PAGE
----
Texas may soon have its own hospital price transparency requirements

While recent federal law requires hospitals to post prices for certain services, Texas doesn’t currently have a state-level price transparency law. Representative Jay Dean says federal rules frequently change, and believes Texas needs its own hospital price transparency requirement to protect patients. He is sponsoring HB 1490 to implement such a requirement.


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“Putting this in future law would protect Texan patients from future rule changes and give Texas some control over enforcement. Hospitals know the cash price. They do not have to disclose their negotiated price with their insurance companies. This does not tell patients what they owe after the insurance.”

The bill would require hospitals to make cash prices of their services publicly available on their websites, or provide prices to patients upon request.

“Health care is the only service [for which] you don’t know the price before you buy it … Price transparency is good for all patients.”

The Texas Hospital Association (THA) has been cooperating with Dean on the details of the bill. While THA is neutral on the bill, the association has several concerns about how the bill will impact hospitals.

Cameron Duncan, associate general counsel for THA, testified on the bill during Wednesday’s House Public Health Committee meeting, detailing some of these concerns. He asserted that THA is nonetheless supportive of price transparency measures:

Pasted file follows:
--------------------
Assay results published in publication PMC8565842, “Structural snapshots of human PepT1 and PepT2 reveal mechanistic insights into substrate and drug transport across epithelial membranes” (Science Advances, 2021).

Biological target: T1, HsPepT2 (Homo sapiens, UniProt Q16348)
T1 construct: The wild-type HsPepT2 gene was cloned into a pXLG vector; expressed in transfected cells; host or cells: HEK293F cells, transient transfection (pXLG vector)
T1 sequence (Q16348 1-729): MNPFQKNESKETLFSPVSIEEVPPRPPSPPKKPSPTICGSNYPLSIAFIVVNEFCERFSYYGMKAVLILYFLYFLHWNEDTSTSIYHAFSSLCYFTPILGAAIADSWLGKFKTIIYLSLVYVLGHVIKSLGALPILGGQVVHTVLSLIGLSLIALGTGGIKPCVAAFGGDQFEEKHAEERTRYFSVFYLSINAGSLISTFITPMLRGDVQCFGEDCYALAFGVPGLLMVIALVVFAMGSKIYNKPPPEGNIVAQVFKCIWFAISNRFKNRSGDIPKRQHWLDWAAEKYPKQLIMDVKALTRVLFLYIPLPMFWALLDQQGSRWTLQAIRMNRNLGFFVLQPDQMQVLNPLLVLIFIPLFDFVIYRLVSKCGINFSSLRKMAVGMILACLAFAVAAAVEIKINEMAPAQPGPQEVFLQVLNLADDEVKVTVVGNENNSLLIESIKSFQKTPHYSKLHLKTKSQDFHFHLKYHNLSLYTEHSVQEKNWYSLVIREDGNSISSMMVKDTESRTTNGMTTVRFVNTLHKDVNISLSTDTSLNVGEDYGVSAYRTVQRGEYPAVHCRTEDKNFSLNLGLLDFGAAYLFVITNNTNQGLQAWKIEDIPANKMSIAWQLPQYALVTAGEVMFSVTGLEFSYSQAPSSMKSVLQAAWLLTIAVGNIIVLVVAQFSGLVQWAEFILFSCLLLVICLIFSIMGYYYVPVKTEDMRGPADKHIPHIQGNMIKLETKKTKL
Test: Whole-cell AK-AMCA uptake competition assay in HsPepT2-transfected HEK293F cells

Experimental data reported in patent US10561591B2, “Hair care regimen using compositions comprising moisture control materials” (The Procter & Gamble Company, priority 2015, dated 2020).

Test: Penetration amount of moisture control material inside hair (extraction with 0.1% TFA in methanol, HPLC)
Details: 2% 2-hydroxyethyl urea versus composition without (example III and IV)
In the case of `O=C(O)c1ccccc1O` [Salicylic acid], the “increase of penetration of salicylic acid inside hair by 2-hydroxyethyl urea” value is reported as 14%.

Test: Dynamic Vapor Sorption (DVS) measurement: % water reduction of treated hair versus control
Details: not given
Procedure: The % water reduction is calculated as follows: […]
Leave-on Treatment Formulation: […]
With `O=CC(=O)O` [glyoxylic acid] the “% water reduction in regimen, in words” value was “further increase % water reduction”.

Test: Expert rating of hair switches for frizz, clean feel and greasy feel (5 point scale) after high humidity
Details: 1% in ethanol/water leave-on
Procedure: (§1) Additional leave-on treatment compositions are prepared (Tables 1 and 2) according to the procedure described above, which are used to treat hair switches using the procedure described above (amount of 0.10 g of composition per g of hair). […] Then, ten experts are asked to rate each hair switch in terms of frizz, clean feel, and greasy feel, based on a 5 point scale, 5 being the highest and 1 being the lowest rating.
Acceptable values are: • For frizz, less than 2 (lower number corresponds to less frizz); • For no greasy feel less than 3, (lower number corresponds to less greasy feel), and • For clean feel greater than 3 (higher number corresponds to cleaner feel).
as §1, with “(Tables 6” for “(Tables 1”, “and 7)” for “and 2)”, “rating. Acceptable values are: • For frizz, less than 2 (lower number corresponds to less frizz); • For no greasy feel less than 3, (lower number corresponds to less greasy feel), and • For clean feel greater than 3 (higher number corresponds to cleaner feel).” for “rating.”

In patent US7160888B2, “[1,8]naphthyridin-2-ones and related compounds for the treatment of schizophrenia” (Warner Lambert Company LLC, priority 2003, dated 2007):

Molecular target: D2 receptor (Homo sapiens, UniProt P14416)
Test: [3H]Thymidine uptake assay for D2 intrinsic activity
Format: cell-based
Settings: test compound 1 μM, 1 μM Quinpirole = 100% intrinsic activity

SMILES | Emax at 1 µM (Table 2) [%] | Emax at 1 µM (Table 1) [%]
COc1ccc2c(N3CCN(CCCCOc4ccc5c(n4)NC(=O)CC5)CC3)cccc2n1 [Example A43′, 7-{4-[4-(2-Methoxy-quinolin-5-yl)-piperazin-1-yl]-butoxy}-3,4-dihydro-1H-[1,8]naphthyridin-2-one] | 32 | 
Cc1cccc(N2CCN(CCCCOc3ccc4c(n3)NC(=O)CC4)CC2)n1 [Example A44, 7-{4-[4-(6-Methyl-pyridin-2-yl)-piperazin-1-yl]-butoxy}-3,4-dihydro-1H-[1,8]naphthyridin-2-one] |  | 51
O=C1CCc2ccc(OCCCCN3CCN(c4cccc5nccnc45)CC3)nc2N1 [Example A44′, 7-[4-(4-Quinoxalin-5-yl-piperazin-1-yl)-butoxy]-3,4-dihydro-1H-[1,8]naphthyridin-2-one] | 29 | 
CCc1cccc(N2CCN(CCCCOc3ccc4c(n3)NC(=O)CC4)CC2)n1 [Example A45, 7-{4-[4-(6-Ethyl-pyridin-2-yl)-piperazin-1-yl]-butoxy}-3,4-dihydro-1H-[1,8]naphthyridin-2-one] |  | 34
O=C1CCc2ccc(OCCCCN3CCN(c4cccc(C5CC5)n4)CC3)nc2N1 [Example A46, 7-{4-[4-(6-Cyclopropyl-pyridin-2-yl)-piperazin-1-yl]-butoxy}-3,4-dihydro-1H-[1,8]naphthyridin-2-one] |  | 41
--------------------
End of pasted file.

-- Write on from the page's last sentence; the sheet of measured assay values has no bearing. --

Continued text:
“Texas hospitals are committed to ensuring that patients have the information that they need to make an informed decision, and that includes timely, accurate estimates of their out-of-pocket costs.”

One of THA’s primary concerns is that hospitals don’t always have a cash price for every service. According to Duncan, hospitals might have charity care policies, financial assistance policies, uninsured discount policies or case-by-case discounts for medical bills that affect the price of services. Duncan wants to ensure HB 1490 doesn’t require hospitals to present information they don’t have.

The association also wants to make sure the bill won’t interfere with Emergency Medical Treatment and Labor Act (EMTALA) protections. This law requires hospitals to stabilize a patient’s emergency condition prior to discussing pricing with them. If hospitals are required to provide a price list as soon as a patient arrives in the emergency room — even if they are experiencing a health emergency — they would be forced to violate EMTALA, Duncan said.

Another concern is that price lists often contain thousands of lines of data. According to Dean, providing patients with these long lists might not necessarily be helpful to them. Dean said THA also wants to ensure that there are no conflicting federal and state hospital transparency requirements and that HB 1490 won’t complicate things by conflicting with federal requirements.

The bill was left pending in the committee on Wednesday.